Yet, while prices are at or near historic lows, not everyone agrees. Many claim that we still have a ways to go before the rebound hits.
They make the point that although foreclosures are dwindling, there are stragglers in the pipeline.
They claim that while there’s been some recovery in the economy, if it doesn’t pan out, another wave of distressed homeowners is going to drag real estate prices down even further…
I doubt it. But that aside, there’s no point in debating because as far as investing is concerned, the outcome is irrelevant.
Why? Real estate is so ridiculously cheap at the moment that it doesn’t matter one bit what happens with the market over the next couple of years.
Now’s the Time to Buy Real Estate… Period
There’s no doubt that when it comes to real estate, I live in one of the hardest hit states: Florida.
And I’m not idly waiting around for prices to (maybe) drop further.
You see, for the last couple of years, I’ve been scooping up rental properties.
Not because I had hopes of becoming a landlord, mind you. Instead, I started off buying a place for my college-bound daughter to stay while she was at school.
The problem was, the moment I thought she decided on a location, she changed her mind. Then again… and again after that.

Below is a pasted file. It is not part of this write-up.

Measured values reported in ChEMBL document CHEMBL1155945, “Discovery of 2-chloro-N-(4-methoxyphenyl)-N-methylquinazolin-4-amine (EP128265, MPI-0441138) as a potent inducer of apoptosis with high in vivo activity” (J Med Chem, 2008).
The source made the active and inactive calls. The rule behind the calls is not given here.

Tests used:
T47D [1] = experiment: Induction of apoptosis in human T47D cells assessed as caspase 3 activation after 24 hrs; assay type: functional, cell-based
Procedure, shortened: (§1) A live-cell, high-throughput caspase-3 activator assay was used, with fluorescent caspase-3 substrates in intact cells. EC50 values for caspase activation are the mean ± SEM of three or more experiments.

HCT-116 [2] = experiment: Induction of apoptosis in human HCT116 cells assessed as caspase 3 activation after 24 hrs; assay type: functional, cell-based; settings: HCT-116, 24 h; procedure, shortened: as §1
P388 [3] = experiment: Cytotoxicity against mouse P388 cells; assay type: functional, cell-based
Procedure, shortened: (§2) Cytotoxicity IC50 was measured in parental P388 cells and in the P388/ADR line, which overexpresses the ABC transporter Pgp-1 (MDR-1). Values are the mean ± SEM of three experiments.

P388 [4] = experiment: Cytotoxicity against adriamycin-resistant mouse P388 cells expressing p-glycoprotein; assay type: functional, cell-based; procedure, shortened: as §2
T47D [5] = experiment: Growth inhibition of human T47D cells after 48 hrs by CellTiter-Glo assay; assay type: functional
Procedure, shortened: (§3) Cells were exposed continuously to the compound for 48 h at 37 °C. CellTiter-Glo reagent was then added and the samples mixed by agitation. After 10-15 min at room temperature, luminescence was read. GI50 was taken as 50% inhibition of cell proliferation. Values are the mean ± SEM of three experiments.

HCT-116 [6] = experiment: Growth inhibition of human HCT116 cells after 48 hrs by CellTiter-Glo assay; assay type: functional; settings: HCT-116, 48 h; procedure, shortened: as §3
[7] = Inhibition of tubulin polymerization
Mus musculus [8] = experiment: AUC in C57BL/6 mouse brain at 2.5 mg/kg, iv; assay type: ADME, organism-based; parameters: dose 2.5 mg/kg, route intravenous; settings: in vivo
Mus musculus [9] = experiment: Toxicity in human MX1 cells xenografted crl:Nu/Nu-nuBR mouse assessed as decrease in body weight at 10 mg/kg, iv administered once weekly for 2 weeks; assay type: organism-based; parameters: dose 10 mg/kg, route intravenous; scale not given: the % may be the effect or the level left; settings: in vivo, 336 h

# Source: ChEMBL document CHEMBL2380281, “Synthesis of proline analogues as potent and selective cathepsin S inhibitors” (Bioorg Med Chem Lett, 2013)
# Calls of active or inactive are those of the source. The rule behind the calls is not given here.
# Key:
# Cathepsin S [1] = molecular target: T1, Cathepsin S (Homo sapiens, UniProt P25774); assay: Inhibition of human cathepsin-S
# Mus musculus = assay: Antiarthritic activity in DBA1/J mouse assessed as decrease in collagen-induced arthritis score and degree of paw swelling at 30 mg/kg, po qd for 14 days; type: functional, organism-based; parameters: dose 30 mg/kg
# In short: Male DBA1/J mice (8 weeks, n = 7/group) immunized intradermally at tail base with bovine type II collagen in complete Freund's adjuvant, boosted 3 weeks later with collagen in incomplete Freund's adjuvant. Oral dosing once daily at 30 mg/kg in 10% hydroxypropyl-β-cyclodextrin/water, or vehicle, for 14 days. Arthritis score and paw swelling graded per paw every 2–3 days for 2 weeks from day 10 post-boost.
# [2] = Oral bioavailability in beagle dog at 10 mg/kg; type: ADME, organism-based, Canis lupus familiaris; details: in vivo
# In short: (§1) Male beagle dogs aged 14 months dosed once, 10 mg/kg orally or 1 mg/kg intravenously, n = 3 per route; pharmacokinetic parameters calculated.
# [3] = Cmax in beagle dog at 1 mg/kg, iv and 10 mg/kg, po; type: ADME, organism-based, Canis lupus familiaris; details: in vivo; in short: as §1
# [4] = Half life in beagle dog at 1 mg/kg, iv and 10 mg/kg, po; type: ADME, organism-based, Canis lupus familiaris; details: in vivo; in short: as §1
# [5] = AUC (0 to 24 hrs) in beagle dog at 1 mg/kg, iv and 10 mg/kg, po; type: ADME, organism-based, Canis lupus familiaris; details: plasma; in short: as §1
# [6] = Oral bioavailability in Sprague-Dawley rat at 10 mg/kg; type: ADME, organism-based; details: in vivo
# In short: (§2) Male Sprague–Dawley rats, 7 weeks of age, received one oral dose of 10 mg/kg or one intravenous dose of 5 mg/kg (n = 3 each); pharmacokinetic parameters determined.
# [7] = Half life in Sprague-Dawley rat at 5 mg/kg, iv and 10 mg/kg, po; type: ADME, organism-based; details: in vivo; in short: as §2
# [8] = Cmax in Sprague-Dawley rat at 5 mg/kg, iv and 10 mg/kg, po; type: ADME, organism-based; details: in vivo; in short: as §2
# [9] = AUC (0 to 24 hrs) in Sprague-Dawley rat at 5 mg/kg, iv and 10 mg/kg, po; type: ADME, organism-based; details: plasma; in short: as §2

I know, I should have known better. But on the other hand, I’m convinced that her indecisiveness will serve me well in the end.
As it turns out, visiting colleges with her gave me a chance to closely research properties and neighborhoods.
And one thing is certain: Rental properties around educational institutions are in high demand.
Still, I’m not scooping up just any such rentals. There are a couple important guidelines I consider:
- I make sure the condo associations are over-funded and the occupancy rates are above 90%. Actual owner occupancy must exceed 70%, too.
- I’ll only buy in locations where I would feel comfortable living myself. That makes marketing the properties much easier.
It’s also important to note that buying these properties isn’t easy.
The banks that own them won’t finance them. And other banks don’t make financing any easier, either. In other words, in this market, cash is king.
It pays off in the end, too. Big time.
Each property that I bought or am in the process of buying costs between $45 and $55 per square foot, including closing costs. On top of that, I pay about $350 a month in maintenance fees and taxes per property.
At current levels, after paying the monthly fees and property taxes, that makes my rate of return about 10%.
No profit in real estate? Better wait around and see what happens? Please. There’s astounding profit to be had in the market right now.
Bottom line: Louis and I are both convinced that the “real” real estate rebound is about to hit. And when it does, I’ll embrace my new role as landlord and rake in the profits along the way. While investors waiting around for housing prices to dip a bit more will surely be left in the dust.